Western Conference Playoffs First Round - Game 3
(7) San Antonio 94, (2) Dallas 90 - Spurs lead series, 2-1
They're seeded seventh, but the San Antonio Spurs are the team that's acting like a No. 2 seed in this first-round playoff series. The three prime performers who have powered the Spurs to three world championships over the past seven years are beginning to act as though a fourth title is not out of the question.
Don't laugh. San Antonio looked old and creaky for much of the season, with Manu Ginobili and Tony Parker missing portions of the 82-game regular-season slate with injuries, while big man Tim Duncan had to be shepherded at times through the grind of everyday competition. While role players struggled, Coach Gregg Popovich had a hard time finding the right combinations on the floor, and that's why the Spurs finished seventh in the Western Conference standings.
In Game 3 of this series against the Dallas Mavericks, it looked as though the Spurs found the right matchups in the first 30 minutes, and as a result, they carved out a 57-49 lead midway through the third quarter. Yet, as soon as they established a position of superiority, their plans briefly unraveled on Friday night at the AT&T Center.
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Ginobili - who has been the best player in this series - suffered what looked to be a broken nose early in the second half, and when he went out, Dallas reeled off a 19-2 run to turn that 57-49 deficit into a 68-59 lead. After thoroughly outplaying the Mavericks in the game's first 30 minutes, the Spurs looked like they were going to be felled by the injury bug yet again. However, just when the outlook seemed particularly bleak, a funny thing happened: Ginobili - busted nose and all - walked back from the locker room and to the scorer's table to report into the game.
That might as well have been the moment Dallas received its own punch to the face.
Ginobili - along with Parker and Duncan, the soul of the immensely successful Spurs franchise over the past decade - needed a few possessions to find his footing, but before very long, the artful Argentine made his gorgeous incisions through the heart of the Dallas defense. The Spurs' offense ground to a halt in Ginobili's absence, but Dallas's 19-2 run would be erased and overcome in very short order.
The Spurs roared back to life with their South American star back on the court. While Duncan proved to be the ever-consistent anchor in the low post with his second straight 25-point game in this series, Ginobili devastated the Mavs with relentless dribble penetration. Parker - the French point guard who has also enabled San Antonio to remain among the NBA's elite - found his own way to contribute to a fourth-quarter surge in the Alamo City. With Duncan scoring in the low post and Ginobili relentlessly attacking the rim, Parker parked himself on the perimeter and knocked down a steady stream of clutch jumpers which drove a stake into the heart of Coach Rick Carlisle's Mavs, who now face a 2-1 series deficit and must figure out a way to win Game 4 on Sunday.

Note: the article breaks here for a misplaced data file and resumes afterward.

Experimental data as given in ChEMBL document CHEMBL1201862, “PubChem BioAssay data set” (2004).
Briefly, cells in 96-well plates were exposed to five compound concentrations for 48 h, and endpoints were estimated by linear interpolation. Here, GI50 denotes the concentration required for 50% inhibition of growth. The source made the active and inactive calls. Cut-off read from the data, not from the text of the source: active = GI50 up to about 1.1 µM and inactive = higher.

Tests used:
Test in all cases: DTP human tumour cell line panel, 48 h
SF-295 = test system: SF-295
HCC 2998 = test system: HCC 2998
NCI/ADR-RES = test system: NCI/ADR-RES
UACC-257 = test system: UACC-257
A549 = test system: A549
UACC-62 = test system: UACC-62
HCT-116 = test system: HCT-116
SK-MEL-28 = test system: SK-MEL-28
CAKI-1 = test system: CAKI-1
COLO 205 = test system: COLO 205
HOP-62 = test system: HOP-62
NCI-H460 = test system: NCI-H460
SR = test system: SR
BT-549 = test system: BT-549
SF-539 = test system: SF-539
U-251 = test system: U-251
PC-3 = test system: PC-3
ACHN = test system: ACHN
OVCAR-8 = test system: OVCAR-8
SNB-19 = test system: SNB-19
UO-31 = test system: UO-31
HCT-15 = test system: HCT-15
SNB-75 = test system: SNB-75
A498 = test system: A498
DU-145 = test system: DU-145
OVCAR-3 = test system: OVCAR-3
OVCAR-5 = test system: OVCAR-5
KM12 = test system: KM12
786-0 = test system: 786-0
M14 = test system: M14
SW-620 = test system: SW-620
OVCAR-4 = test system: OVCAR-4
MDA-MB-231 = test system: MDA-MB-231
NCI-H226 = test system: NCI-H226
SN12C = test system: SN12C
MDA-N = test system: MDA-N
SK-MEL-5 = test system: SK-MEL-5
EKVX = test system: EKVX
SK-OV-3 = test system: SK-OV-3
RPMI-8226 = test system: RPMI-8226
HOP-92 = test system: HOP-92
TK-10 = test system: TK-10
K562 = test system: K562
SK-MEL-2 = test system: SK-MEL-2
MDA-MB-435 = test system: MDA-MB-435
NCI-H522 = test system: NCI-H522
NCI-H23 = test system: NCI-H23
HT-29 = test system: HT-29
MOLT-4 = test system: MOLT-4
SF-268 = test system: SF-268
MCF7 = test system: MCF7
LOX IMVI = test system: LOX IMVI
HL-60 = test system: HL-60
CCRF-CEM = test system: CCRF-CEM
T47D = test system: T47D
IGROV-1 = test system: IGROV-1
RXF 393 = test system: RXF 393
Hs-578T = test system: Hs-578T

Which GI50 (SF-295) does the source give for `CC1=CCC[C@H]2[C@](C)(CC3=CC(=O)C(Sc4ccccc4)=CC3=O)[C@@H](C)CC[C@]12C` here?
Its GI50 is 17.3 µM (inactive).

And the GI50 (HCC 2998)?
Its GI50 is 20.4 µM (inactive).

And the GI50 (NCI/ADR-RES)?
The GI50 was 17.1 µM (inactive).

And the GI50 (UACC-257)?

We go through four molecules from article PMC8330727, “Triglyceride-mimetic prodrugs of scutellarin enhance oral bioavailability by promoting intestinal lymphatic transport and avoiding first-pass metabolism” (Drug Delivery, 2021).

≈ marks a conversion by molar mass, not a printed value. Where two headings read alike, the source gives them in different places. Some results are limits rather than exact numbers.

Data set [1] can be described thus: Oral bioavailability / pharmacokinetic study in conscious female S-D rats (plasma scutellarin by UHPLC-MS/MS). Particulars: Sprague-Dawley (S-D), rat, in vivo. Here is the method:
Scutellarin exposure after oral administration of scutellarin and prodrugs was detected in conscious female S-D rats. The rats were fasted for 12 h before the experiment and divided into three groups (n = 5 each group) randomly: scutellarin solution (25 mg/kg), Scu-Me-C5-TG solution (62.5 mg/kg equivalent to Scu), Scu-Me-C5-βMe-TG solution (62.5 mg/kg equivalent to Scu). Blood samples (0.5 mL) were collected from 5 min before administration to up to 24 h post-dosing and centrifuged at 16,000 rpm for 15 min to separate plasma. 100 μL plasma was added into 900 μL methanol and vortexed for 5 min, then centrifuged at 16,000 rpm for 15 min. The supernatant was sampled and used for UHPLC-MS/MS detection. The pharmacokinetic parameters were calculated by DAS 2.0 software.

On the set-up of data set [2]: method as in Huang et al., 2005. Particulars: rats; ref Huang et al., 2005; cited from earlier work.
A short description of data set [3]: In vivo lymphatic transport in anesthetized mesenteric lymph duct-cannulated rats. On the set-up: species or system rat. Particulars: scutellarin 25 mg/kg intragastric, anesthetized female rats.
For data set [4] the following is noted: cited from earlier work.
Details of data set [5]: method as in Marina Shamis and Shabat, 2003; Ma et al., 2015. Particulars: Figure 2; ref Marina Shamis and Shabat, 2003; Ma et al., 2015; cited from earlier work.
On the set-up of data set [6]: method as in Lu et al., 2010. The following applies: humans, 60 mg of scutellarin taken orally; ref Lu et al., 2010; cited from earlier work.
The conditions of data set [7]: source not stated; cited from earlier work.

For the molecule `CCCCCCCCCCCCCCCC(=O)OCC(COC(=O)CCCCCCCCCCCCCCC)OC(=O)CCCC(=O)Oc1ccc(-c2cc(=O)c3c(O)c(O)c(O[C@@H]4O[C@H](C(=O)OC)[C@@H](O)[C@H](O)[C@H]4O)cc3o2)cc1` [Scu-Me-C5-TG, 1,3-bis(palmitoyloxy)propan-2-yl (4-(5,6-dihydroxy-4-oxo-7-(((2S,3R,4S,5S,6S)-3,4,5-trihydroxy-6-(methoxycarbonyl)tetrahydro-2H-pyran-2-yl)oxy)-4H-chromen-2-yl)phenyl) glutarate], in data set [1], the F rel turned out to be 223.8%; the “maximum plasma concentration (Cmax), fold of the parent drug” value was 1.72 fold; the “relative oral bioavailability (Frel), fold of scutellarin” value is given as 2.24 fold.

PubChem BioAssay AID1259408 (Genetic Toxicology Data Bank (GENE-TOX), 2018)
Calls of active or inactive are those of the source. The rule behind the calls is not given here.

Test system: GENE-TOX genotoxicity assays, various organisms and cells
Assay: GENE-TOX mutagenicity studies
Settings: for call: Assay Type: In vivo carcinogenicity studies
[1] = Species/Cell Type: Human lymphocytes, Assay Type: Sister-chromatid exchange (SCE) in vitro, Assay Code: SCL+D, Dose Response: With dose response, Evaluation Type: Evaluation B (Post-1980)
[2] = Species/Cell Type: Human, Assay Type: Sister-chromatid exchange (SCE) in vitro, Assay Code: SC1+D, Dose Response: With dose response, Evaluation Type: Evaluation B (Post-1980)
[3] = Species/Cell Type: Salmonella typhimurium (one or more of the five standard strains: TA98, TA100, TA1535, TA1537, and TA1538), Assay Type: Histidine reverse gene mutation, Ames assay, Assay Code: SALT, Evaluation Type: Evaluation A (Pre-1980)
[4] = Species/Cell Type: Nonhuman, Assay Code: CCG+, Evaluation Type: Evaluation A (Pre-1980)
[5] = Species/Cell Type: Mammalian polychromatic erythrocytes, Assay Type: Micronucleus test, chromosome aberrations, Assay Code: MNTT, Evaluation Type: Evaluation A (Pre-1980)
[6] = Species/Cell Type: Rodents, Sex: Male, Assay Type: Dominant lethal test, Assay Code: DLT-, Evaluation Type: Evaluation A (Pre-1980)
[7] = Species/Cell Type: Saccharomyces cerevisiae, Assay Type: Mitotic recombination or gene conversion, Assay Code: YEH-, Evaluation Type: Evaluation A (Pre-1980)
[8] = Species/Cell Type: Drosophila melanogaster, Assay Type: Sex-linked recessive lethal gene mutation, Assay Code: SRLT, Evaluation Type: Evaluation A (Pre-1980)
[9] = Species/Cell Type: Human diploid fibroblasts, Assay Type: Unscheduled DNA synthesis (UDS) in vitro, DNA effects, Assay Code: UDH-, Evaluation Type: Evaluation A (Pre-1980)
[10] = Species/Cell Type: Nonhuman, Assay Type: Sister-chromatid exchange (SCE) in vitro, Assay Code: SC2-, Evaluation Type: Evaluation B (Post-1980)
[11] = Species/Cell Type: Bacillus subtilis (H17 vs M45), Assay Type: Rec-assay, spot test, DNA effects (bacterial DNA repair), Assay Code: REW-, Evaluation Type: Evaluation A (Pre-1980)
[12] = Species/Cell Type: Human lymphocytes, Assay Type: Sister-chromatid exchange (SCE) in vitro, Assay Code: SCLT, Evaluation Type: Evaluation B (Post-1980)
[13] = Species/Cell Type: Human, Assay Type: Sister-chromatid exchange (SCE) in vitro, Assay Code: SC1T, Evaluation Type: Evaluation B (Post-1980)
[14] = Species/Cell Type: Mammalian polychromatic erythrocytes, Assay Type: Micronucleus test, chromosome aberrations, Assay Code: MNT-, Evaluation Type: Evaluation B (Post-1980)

The years have changed, and their bodies have gotten older and more vulnerable, but Ginobili, Duncan and Parker looked as good as ever in this contest. When the smoke cleared in San Antonio, the Spurs' big three had combined for 63 points on 25-of-46 shooting. On a night when Dallas's Dirk Nowitzki scored 35 points but gained no help from the rest of the Mavs' starting five, it was the steadiness of the Spurs' stars which carried the day. Ginobili, Duncan and Parker all brought a high-level game to this all-Texas tilt, while Dallas starters Caron Butler, Shawn Marion, Erick Dampier, and Jason Kidd combined for only 16 points on just five made field goals. Butler and Marion were so out of it in the first half that Carlisle benched them for the second half in favor of Jose Juan Barea (14 points) and Jason Terry (17 points), the only other Mavs who had their heads screwed on straight.
While this game showcased the enduring brilliance of San Antonio's three stars, it also revealed the extent to which Dallas's acquisitions - from the 2009 offseason and from the middle of this past regular season - are not panning out in the playoffs. If Nowitzki doesn't get some help quickly, and if Manu Ginobili doesn't get slowed down by his messed-up nose, the Spurs - who are playing with renewed hunger and focus after their so-so season - could very well become the foremost Western Conference challenger to the Los Angeles Lakers.
Just like old times.
Pro Basketball Fans Senior Staff Writer
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